In September, EASA conducted a series of test flights in Canada with a 737 MAX prototype. The organization is currently studying the latest documents to be able to publish a draft airworthiness directive in November. This is followed by a further period of four weeks in which public comments can be made on this concept.
The Boeing 737 MAX has been on the ground worldwide since March 2019 after fatal plane crashes with aircraft from Lion Air and Ethiopian Airlines. 346 people were killed. The malfunctioning MCAS system soon turned out to be the culprit. Moreover, pilots did not even know about the existence of this new system.
The MCAS worked on the basis of input from just a so-called angle of attack sensor. In both crashes, the MCAS was triggered by unreliable data from that one sensor. The MCAS repeatedly pushed the nose of the aircraft down, while the pilots tried hard to keep the aircraft in the air.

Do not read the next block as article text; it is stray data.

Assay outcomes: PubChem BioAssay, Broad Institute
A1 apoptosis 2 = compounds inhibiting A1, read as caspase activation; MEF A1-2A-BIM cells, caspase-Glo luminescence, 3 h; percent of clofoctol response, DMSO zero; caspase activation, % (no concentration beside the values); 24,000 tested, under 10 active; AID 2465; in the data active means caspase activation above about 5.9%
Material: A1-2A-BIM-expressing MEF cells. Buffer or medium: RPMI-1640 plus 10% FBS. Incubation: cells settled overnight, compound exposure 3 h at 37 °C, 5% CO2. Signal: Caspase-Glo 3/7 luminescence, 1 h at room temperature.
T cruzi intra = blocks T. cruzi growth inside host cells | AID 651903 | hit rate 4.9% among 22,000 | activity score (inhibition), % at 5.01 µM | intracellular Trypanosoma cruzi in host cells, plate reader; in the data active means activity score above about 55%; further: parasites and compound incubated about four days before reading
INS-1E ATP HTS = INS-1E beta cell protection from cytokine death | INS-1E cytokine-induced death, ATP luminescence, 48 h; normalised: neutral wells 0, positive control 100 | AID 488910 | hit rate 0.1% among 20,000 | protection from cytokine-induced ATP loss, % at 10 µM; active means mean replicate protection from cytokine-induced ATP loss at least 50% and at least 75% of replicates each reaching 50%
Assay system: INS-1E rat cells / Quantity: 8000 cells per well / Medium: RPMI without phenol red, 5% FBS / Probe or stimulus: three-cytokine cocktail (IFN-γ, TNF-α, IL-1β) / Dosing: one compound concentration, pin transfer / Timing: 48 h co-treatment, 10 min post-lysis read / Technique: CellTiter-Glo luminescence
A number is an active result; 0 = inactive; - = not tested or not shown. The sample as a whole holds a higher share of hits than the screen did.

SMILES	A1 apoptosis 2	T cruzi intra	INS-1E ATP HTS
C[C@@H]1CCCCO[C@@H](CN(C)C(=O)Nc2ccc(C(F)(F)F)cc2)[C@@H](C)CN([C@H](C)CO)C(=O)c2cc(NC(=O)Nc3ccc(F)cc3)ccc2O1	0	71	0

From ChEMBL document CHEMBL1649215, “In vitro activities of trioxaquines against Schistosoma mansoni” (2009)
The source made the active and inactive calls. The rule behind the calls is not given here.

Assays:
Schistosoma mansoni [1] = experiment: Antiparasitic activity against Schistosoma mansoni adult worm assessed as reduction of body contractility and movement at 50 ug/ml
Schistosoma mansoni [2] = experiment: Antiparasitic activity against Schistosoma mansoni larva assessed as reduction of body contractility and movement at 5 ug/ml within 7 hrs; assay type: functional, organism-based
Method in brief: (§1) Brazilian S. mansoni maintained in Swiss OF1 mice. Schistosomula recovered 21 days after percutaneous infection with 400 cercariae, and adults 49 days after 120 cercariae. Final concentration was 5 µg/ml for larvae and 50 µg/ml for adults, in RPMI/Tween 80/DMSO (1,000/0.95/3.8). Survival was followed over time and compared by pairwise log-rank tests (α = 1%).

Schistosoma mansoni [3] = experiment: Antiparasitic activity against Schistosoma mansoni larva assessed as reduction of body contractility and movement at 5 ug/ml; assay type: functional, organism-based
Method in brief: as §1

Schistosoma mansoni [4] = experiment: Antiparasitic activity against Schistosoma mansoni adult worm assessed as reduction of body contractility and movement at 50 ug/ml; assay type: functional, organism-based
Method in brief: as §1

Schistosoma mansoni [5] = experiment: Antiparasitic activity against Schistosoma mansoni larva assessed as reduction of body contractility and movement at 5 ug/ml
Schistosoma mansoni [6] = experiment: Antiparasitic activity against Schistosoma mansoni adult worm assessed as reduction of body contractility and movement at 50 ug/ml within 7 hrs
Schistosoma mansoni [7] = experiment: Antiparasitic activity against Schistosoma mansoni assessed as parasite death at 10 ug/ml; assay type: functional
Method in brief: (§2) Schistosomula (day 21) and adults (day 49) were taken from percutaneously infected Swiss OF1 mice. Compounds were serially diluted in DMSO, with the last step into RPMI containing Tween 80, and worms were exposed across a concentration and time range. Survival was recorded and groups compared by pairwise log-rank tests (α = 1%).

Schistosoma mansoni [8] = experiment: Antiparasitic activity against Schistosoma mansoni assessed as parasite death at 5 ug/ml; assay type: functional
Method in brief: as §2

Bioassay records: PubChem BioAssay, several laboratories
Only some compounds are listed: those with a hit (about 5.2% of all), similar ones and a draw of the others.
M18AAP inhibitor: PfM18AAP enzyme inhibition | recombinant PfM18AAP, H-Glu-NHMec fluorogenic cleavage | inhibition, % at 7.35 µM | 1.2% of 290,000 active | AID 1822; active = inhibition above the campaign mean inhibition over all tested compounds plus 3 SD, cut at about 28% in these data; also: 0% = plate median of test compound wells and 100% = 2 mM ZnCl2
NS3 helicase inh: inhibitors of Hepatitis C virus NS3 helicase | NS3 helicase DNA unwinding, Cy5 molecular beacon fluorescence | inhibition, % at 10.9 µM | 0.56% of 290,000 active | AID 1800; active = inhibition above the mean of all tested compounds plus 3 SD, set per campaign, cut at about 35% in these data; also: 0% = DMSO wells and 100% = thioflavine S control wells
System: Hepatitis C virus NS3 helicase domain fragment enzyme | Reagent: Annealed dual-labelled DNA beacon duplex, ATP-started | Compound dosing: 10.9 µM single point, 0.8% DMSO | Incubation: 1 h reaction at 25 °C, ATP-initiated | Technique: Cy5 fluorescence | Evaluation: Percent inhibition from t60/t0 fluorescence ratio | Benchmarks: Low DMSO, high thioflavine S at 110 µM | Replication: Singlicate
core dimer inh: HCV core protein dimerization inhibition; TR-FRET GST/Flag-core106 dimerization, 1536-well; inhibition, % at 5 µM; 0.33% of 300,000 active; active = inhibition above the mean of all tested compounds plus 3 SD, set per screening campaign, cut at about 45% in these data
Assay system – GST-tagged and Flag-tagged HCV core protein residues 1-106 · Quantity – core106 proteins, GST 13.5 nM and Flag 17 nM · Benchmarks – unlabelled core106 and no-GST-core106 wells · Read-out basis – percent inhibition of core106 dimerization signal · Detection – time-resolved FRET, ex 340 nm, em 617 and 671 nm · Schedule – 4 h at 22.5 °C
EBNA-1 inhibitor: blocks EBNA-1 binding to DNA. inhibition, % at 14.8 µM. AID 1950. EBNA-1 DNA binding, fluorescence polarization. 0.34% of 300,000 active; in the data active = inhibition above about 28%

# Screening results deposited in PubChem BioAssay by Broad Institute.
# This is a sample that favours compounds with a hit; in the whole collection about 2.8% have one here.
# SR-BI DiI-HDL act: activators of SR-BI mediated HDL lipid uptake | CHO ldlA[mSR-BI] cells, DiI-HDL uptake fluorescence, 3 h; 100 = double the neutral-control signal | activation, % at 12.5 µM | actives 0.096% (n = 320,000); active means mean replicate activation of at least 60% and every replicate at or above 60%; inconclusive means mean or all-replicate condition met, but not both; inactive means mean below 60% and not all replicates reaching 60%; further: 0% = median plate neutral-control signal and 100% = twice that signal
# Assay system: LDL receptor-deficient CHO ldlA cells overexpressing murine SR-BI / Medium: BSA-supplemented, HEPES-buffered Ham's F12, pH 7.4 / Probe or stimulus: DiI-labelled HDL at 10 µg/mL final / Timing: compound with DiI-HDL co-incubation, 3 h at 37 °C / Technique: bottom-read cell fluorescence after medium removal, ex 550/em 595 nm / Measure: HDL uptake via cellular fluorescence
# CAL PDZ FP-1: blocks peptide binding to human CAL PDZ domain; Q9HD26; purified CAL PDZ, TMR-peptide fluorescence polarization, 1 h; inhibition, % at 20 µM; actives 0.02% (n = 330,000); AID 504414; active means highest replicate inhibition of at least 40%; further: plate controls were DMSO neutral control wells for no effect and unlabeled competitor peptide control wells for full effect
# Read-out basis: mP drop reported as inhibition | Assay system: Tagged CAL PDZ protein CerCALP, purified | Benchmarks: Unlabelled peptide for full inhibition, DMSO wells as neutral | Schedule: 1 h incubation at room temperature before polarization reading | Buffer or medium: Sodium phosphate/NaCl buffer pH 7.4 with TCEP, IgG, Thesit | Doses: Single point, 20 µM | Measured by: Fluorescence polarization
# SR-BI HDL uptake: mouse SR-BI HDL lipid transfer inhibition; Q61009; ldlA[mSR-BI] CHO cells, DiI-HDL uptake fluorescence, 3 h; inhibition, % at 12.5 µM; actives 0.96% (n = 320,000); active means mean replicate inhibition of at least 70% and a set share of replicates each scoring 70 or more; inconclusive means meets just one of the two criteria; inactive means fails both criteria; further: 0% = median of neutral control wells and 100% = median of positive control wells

An important change is that the MCAS will now receive the input from two sensors. In view of an even higher degree of redundancy, EASA wants a third sensor to be added. However, the development of this ‘synthetic sensor’ will take another two years.
This software-based solution will be implemented as standard on the 737 MAX 10, the longest member of the MAX series that Boeing plans to introduce in 2022. The other 737 MAX devices will be retrofitted with this synthetic sensor.
EASA sees no need to keep the devices on the ground for longer. “Our analysis shows that [de boeing 737 MAX] is safe and that the safety level achieved is high enough for us “, says Ky.” We discussed with Boeing that we can achieve even higher safety levels with the third sensor.